If you have sex a lot, you're probably richer than people who don't have sex as frequently. At least, according to the study that was recently published by the Institute for the Study of Labor, a German economic research association.
The study, which examined 7,500 people aged 26 to 50 living in Greece, found that those who self-reported having sex four or more times a week made about 5 percent more money than those who had sex less often. People who said they weren't having any sex at all made about 3.2 percent less money than those who were sexually active. Interestingly (progressively, I hope!), the study included both heterosexual and LGBT people, although only 5.5 percent of respondents self-identified as LGBT.
So, why should your sex life affect your income, and vice versa? Past studies have linked high levels of sexual activity to extroverted traits, as well as good health, says the study's author, Nick Drydakis. He thinks sex plays an important role in happiness as well, which can also affect your earning power:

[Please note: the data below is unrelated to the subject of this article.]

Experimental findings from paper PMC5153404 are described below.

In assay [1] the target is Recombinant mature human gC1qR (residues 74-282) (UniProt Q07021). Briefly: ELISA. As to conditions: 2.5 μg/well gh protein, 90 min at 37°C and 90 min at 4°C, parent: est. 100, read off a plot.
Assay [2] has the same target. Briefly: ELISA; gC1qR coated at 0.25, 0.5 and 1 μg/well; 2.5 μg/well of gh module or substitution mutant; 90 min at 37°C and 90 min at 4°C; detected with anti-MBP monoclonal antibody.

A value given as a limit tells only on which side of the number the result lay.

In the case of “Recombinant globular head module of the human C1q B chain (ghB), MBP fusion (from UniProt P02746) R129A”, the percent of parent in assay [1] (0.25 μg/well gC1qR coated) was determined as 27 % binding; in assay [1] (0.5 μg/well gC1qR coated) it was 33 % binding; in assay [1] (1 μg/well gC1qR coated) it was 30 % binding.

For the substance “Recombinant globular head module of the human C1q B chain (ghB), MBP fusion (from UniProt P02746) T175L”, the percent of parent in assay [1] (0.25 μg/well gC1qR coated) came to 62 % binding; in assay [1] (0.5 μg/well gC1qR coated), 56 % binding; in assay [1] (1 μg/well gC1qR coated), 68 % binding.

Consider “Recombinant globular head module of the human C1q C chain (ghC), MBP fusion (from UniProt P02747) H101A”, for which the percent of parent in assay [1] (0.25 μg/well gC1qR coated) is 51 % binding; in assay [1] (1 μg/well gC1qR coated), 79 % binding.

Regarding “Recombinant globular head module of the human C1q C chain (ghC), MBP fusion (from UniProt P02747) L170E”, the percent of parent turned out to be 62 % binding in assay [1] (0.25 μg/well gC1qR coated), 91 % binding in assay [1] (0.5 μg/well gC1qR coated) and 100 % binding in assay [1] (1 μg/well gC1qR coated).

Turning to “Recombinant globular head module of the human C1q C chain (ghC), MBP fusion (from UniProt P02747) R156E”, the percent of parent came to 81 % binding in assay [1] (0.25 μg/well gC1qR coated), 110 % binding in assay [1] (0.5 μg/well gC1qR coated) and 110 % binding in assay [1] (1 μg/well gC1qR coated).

"People need to love and be loved (sexually and non-sexually) by others. In the absence of these elements, many people become susceptible to loneliness, social anxiety, and depression that could affect their working life."
Drydakis also speculated about other reasons for the correlation, including the idea that people that make more money buy more gifts for their significant others and are more often thanked with sex, as well the fact that people who are employed have more money to date.
Do the high-rollers in your life seem to spend more time between the sheets? I don't know if it's necessarily true for the people in my circle — I know a few dirt poor grad students with an interest in the erotic who'd take personal offense to this information — but it's definitely not a stretch to see the connection between income and sexual activity.